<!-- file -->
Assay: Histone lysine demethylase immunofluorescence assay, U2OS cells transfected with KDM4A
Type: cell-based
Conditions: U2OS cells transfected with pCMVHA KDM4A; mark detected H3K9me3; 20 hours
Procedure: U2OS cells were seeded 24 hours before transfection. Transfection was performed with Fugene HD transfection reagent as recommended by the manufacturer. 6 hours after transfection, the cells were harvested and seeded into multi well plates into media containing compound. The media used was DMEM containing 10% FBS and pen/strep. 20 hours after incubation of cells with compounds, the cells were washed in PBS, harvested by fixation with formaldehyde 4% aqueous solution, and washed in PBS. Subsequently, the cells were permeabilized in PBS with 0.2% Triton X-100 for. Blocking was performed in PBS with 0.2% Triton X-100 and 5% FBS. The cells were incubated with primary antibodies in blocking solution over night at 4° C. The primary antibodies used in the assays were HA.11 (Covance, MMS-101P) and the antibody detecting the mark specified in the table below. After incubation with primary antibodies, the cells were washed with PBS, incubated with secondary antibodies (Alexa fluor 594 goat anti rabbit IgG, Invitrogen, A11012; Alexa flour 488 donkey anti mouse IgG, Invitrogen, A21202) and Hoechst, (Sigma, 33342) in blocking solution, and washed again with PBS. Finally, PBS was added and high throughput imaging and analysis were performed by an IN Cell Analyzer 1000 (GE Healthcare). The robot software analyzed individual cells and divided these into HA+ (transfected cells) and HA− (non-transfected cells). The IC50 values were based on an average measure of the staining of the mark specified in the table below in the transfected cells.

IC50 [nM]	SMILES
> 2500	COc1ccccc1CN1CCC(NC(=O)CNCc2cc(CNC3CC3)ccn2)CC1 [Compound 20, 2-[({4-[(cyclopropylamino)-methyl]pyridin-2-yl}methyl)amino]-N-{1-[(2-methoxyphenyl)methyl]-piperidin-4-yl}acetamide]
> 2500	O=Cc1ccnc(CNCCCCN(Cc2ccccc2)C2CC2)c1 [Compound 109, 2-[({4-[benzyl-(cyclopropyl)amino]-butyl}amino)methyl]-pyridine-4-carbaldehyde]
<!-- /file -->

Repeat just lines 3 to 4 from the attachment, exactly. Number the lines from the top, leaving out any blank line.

Conditions: U2OS cells transfected with pCMVHA KDM4A; mark detected H3K9me3; 20 hours
Procedure: U2OS cells were seeded 24 hours before transfection. Transfection was performed with Fugene HD transfection reagent as recommended by the manufacturer. 6 hours after transfection, the cells were harvested and seeded into multi well plates into media containing compound. The media used was DMEM containing 10% FBS and pen/strep. 20 hours after incubation of cells with compounds, the cells were washed in PBS, harvested by fixation with formaldehyde 4% aqueous solution, and washed in PBS. Subsequently, the cells were permeabilized in PBS with 0.2% Triton X-100 for. Blocking was performed in PBS with 0.2% Triton X-100 and 5% FBS. The cells were incubated with primary antibodies in blocking solution over night at 4° C. The primary antibodies used in the assays were HA.11 (Covance, MMS-101P) and the antibody detecting the mark specified in the table below. After incubation with primary antibodies, the cells were washed with PBS, incubated with secondary antibodies (Alexa fluor 594 goat anti rabbit IgG, Invitrogen, A11012; Alexa flour 488 donkey anti mouse IgG, Invitrogen, A21202) and Hoechst, (Sigma, 33342) in blocking solution, and washed again with PBS. Finally, PBS was added and high throughput imaging and analysis were performed by an IN Cell Analyzer 1000 (GE Healthcare). The robot software analyzed individual cells and divided these into HA+ (transfected cells) and HA− (non-transfected cells). The IC50 values were based on an average measure of the staining of the mark specified in the table below in the transfected cells.